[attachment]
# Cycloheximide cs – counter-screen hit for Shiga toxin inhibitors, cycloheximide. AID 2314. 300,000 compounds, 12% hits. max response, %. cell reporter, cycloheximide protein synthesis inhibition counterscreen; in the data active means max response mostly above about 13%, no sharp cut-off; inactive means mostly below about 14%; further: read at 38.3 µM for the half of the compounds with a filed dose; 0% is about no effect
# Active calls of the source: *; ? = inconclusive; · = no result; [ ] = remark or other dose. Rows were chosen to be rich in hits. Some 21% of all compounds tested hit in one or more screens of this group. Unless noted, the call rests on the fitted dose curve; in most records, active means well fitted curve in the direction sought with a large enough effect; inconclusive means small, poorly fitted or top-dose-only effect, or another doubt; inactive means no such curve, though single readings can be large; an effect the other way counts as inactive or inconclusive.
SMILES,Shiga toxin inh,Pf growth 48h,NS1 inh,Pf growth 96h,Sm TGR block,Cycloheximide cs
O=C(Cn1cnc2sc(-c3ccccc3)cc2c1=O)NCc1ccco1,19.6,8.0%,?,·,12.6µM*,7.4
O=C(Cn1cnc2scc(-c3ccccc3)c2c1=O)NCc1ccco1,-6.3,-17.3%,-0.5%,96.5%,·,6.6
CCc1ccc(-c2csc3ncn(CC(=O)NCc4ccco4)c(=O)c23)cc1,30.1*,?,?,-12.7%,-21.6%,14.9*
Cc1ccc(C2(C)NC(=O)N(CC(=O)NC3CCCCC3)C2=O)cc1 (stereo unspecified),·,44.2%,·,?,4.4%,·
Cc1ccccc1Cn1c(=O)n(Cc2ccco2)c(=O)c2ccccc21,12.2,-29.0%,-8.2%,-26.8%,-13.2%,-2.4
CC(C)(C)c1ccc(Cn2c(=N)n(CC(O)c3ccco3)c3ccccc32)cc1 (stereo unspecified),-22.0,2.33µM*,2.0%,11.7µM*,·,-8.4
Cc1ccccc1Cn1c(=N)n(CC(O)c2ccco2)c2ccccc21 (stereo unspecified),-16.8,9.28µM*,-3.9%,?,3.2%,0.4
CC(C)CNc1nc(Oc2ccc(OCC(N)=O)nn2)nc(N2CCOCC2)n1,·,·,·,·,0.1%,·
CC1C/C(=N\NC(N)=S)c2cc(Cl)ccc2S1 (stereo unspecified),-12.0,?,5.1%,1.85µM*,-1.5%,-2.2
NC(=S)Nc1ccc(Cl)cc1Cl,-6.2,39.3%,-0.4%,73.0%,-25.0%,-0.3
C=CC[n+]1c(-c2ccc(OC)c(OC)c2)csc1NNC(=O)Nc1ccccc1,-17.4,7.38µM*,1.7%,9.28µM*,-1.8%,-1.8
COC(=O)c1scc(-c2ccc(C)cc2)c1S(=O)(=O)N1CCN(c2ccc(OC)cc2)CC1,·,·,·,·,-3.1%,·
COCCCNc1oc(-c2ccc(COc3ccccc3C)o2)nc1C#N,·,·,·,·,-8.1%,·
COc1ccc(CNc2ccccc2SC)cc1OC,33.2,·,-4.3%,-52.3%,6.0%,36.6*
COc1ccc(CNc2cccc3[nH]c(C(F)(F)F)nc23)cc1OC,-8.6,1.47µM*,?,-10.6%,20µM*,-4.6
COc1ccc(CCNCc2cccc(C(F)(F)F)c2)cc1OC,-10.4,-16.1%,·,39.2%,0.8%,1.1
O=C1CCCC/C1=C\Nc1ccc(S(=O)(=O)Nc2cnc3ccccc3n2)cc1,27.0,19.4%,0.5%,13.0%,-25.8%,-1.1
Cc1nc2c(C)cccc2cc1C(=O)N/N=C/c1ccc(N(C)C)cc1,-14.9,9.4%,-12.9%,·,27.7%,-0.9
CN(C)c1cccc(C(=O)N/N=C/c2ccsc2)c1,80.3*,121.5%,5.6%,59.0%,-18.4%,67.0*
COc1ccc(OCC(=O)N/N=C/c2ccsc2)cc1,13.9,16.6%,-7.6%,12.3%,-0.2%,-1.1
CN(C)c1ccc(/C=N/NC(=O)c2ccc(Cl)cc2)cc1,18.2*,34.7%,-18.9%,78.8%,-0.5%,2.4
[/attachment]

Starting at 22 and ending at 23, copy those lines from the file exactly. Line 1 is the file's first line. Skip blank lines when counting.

CN(C)c1cccc(C(=O)N/N=C/c2ccsc2)c1,80.3*,121.5%,5.6%,59.0%,-18.4%,67.0*
COc1ccc(OCC(=O)N/N=C/c2ccsc2)cc1,13.9,16.6%,-7.6%,12.3%,-0.2%,-1.1